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Small Businesses Will Get More Help from the Fed

Program Changes Alleviate Some Risk for Lenders

The Federal Reserve announced Monday it is broadening the terms of its “Main Street Lending Program,” an emergency program aimed at helping small and mid-sized businesses through coronavirus-related hardships. Small businesses usually access funds through traditional bank loans, but many financial institutions are being cautious about lending to businesses during these uncertain economic times.

The goal of the Fed’s program is to free up funds for banks to lend and to help make high-risk loans less of a financial hardship for them. The program will also allow the Fed to buy more loans of various sizes from banks. When the Fed last revamped the program in April, it made changes to regulations about which companies could borrow. This time, it is making more changes to the loan terms themselves.

Updated Loan Terms Give Small Businesses Additional Economic Relief

The changes to the Main Street Lending Program will allow businesses more time to pay back loans. Previously, they only had one year to begin repaying principal but now they will have two. The Fed also extended the loan repayment terms from four years to five years. Additionally, the program has made funds more accessible for small businesses by decreasing the minimum loan amount to $250,000 from $500,000, and increasing the maximum loan amount to $300 million. The Fed also announced that it is creating a lending program for nonprofits.

Behind the scenes, the Fed will also purchase a larger portion of loans made to “highly leveraged companies.” Investors are hopeful that helping cash-strapped businesses access more capital will aid a recovery in the United States by injecting more money into the economy.

Zooming out, small businesses account for 44% of US economic activity and create two-thirds of net new jobs. Both Wall Street and the Fed realize that “Main Street” needs to be taken care of, which is the goal of this program and the motivation behind updating these terms.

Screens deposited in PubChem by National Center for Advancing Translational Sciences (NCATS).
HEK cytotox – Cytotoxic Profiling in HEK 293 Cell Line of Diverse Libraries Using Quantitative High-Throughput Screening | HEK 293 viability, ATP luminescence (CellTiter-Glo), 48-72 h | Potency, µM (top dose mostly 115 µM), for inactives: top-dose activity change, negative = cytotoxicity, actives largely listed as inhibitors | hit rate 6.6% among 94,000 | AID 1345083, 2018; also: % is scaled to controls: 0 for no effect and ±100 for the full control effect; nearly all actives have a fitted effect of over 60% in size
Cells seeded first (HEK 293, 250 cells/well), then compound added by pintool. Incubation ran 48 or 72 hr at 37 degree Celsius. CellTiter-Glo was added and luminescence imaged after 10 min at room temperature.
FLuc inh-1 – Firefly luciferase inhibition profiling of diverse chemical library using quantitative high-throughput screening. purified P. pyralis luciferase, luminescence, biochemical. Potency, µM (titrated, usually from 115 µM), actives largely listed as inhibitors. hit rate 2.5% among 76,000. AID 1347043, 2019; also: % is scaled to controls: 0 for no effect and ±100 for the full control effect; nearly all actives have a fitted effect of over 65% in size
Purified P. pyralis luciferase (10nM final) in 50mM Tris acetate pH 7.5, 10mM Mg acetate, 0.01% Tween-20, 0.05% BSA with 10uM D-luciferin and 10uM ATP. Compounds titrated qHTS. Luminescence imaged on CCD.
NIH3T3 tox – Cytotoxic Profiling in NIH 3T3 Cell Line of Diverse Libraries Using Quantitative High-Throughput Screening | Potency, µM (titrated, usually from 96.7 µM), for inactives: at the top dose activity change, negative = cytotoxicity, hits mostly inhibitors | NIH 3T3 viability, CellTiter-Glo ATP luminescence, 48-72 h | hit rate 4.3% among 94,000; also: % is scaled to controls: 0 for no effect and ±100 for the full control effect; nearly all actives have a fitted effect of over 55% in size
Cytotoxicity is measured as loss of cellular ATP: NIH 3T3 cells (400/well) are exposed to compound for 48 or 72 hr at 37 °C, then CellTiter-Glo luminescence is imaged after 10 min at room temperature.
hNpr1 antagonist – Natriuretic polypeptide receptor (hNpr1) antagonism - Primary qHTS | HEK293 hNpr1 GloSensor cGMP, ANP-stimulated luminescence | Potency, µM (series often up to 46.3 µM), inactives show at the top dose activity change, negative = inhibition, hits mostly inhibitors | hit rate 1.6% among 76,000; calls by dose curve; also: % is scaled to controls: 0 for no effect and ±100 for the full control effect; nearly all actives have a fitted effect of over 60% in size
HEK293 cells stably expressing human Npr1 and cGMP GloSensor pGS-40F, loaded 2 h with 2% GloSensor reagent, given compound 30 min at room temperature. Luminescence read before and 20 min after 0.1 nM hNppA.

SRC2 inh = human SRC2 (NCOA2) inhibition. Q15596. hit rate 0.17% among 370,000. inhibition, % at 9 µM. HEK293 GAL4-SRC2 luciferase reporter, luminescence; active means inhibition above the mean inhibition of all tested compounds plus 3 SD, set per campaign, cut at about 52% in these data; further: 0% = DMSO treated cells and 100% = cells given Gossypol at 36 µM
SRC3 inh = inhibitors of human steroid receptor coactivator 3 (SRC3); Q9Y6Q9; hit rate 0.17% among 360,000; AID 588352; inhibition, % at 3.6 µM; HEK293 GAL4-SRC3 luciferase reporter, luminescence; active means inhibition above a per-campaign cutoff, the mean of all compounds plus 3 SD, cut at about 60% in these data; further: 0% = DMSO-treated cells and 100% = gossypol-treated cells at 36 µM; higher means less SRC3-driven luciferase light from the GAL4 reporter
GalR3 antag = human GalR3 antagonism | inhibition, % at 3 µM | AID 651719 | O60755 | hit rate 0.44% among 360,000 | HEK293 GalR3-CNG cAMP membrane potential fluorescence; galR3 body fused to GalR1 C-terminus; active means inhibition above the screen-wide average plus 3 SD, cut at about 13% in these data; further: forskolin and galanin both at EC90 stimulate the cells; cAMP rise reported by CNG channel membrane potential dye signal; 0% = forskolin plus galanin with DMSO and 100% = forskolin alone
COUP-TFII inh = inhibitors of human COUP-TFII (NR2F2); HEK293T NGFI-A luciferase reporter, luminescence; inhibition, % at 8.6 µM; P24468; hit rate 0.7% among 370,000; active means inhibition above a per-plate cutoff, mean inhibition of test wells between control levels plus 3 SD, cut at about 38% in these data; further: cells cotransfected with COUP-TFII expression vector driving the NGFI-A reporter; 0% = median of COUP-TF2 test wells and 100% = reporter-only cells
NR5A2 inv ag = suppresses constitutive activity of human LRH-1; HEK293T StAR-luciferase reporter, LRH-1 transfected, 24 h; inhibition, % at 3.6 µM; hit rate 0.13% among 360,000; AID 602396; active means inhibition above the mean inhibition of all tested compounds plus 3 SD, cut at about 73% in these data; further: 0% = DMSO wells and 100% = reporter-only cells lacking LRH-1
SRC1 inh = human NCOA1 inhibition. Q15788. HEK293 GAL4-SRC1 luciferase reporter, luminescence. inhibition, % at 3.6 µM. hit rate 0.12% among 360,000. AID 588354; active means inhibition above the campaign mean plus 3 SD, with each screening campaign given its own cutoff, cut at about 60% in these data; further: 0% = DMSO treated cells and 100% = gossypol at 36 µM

What to Watch in Today’s Fed Meeting

Outside of the Federal Reserve’s recent changes to the Main Street Lending Program, the Central Bank is also wrapping up its two-day meeting this afternoon. The committee could make changes to policies concerning how bonds are purchased in the future, now that markets have rebounded to some extent. This could include monthly targets for purchases instead of buying bonds “in the amounts needed to support the smooth functioning of markets for these securities.” The Fed may also provide more guidance about the necessary requirements for the Central Bank to raise short-term interest rates in the future.

Because the Fed decided not to send out its routine “Summary of Economic Projections” report last time, analysts expect the central bank will release predictions about the economy’s future today. If these projections include slower GDP growth, higher unemployment, and lower short-term interest rates, this would mean the Fed believes that the pandemic’s impact on the economy will be long-lasting. Both Wall Street and Main Street will be paying attention to how the Fed is thinking about the economy—and what that means heading into the second half of the year.

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